Oil prices have fallen to multi-decade lows as the COVID-19 pandemic has brought economic and industrial activity to a halt around the world. Oil consumption has plunged by 30% and is expected to decline by an average of 10% for the full year. As a result, the world is awash in a massive oversupply of crude oil that's expected to keep oil prices low for many months, and that's expected to cause it to take much longer for the oil industry to benefit from the eventual recovery of economic activity. 

That's made a massive swath of the oil patch uninvestable. We have already seen companies start to file bankruptcy, and the number that becomes insolvent is only going to grow longer in the weeks and months ahead. In other words, it's likely to get worse for many companies in the oil and gas industry before it gets better. 

Diagram with risk and reward written on it

Image source: Getty Images.

But there are companies that have the financial strength and high-quality operations to ride out the downturn and emerge on the other side in fine shape. To help investors get started finding the best companies in the oil industry that can survive the oil crash, we asked four Motley Fool contributors to weigh in. They identified the following oil stocks for you to consider: Global oil production giant ConocoPhillips (COP 0.01%), Big Oil giants Royal Dutch Shell (RDS.B) (RDS.A) and ExxonMobil Corp (XOM -0.88%), and midstream, refining, and petrochemicals giant Phillips 66 (PSX 0.09%)

Built with a downturn in mind

Matt DiLallo (ConocoPhillips): Oil giant ConocoPhillips has spent the past several years repositioning its business for another oil market crash. It found itself a bit underprepared for the market downturn of 2014, which drove its desire to make sure it was able to withstand another swoon. It made several changes over the years, including selling higher-cost assets and using the proceeds to strengthen its balance sheet.  

Because of that, ConocoPhillips entered this crash in a much better position than most peers. Not only does it have one of the lowest-cost operations in the sector, but it also has one of the strongest balance sheets. It started this year with $5.4 billion of cash and another $3 billion of short-term investments, which it paired with the second-lowest leverage ratio in the oil industry. That fortress-like balance sheet will help keep it afloat during the current market slump.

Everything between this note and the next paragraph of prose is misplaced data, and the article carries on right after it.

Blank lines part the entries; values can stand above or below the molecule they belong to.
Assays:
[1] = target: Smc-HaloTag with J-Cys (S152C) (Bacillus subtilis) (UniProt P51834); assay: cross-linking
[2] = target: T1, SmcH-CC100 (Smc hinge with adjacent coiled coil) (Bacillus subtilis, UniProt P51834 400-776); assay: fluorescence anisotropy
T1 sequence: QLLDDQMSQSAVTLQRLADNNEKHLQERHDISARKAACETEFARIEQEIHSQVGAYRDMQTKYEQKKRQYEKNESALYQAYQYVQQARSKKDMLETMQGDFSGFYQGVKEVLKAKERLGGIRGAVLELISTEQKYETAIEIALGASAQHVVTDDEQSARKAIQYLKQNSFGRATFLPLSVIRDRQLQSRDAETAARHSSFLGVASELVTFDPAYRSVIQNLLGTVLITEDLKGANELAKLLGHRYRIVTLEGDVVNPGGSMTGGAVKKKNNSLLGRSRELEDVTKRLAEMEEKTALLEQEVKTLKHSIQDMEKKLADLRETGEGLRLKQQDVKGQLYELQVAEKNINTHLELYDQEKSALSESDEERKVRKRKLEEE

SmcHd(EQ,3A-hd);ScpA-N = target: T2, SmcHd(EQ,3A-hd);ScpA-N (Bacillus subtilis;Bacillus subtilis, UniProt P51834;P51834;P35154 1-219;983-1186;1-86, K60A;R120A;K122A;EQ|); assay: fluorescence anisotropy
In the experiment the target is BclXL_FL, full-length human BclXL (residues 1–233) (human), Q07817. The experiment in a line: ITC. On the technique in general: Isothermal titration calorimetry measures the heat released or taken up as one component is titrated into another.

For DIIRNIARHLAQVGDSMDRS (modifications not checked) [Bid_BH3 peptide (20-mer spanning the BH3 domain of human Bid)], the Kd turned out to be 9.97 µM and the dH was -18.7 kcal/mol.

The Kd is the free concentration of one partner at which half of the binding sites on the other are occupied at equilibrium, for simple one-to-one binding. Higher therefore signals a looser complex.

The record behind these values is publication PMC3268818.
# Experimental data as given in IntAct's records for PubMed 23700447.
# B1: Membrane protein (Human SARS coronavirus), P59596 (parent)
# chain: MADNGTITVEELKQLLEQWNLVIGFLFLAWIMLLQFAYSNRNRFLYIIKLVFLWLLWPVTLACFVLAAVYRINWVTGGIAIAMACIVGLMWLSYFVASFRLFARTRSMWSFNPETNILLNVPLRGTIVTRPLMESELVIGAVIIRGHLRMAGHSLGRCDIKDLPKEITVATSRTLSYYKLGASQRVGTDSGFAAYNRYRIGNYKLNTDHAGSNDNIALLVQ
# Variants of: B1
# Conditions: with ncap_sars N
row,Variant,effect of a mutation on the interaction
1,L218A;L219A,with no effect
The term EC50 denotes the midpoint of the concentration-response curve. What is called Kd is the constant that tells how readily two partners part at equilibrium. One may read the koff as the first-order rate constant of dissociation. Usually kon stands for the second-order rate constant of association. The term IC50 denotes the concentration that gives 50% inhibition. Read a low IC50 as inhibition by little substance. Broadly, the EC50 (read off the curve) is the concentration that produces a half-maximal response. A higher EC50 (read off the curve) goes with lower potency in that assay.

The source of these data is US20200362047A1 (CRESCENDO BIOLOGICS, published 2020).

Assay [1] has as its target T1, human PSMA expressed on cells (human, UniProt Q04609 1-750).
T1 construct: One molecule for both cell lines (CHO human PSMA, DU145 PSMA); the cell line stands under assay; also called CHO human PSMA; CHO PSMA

The company also stress-tested its long-term business plan to assume three years of low oil prices with no mitigations. Even in that scenario, its balance sheet held up. However, it built a lot of flexibility into that plan so that it could adjust to market conditions. That allowed it to act quickly during this downturn to ensure it survives. Recently, ConocoPhillips has suspended its share repurchase program, slashed capital spending, and reduced other expenses. Those moves will preserve $5 billion in cash this year.

These factors enhance ConocoPhillips' ability to survive 2020's oil market crash. Furthermore, its financial strength positions it to potentially take advantage of the situation by acquiring a rival at a depressed value. 

The rest of the best

Jason Hall (Phillips 66): I agree with Matt that ConocoPhillips is the rare pure-play oil producer built to ride out the current environment. But I think the other part of the business that was separated in a 2012 spin-off -- Phillips 66 -- is the better business to own right now. While ConocoPhillips certainly has the financial strength to ride out the current extreme-low-price environment, the refining, petrochemicals, and pipeline business that makes up Phillips 66 should prove less impacted and be quicker to see the benefits of the eventual economic recovery.